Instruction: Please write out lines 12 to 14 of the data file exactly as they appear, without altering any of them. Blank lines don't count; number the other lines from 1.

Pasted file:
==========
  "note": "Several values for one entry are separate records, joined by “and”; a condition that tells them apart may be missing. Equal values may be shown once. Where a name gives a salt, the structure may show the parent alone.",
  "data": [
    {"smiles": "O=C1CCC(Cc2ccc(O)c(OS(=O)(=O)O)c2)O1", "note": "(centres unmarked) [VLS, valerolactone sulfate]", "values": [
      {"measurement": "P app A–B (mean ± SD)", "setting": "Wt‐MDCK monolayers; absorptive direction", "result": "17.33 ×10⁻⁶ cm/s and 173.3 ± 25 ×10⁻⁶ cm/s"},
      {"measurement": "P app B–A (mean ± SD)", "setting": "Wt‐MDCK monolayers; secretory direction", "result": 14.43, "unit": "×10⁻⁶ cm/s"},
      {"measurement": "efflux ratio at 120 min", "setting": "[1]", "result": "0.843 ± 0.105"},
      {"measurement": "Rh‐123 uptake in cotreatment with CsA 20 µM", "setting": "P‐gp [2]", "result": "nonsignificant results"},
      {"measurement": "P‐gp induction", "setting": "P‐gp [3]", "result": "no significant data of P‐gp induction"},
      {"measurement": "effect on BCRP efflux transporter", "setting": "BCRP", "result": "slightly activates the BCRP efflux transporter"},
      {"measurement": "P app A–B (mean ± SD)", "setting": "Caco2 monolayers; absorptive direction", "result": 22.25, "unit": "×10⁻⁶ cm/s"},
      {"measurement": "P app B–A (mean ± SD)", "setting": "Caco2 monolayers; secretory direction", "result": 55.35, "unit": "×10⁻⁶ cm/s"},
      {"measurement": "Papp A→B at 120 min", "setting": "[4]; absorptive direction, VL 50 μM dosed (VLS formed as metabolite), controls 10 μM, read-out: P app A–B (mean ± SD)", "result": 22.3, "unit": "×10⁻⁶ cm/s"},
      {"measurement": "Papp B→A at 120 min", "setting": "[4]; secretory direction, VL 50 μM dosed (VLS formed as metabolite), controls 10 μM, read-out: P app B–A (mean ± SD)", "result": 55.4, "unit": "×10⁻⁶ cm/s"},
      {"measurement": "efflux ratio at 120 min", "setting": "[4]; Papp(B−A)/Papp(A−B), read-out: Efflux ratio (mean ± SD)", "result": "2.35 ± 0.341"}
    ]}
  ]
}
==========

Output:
      {"measurement": "Papp A→B at 120 min", "setting": "[4]; absorptive direction, VL 50 μM dosed (VLS formed as metabolite), controls 10 μM, read-out: P app A–B (mean ± SD)", "result": 22.3, "unit": "×10⁻⁶ cm/s"},
      {"measurement": "Papp B→A at 120 min", "setting": "[4]; secretory direction, VL 50 μM dosed (VLS formed as metabolite), controls 10 μM, read-out: P app B–A (mean ± SD)", "result": 55.4, "unit": "×10⁻⁶ cm/s"},
      {"measurement": "efflux ratio at 120 min", "setting": "[4]; Papp(B−A)/Papp(A−B), read-out: Efflux ratio (mean ± SD)", "result": "2.35 ± 0.341"}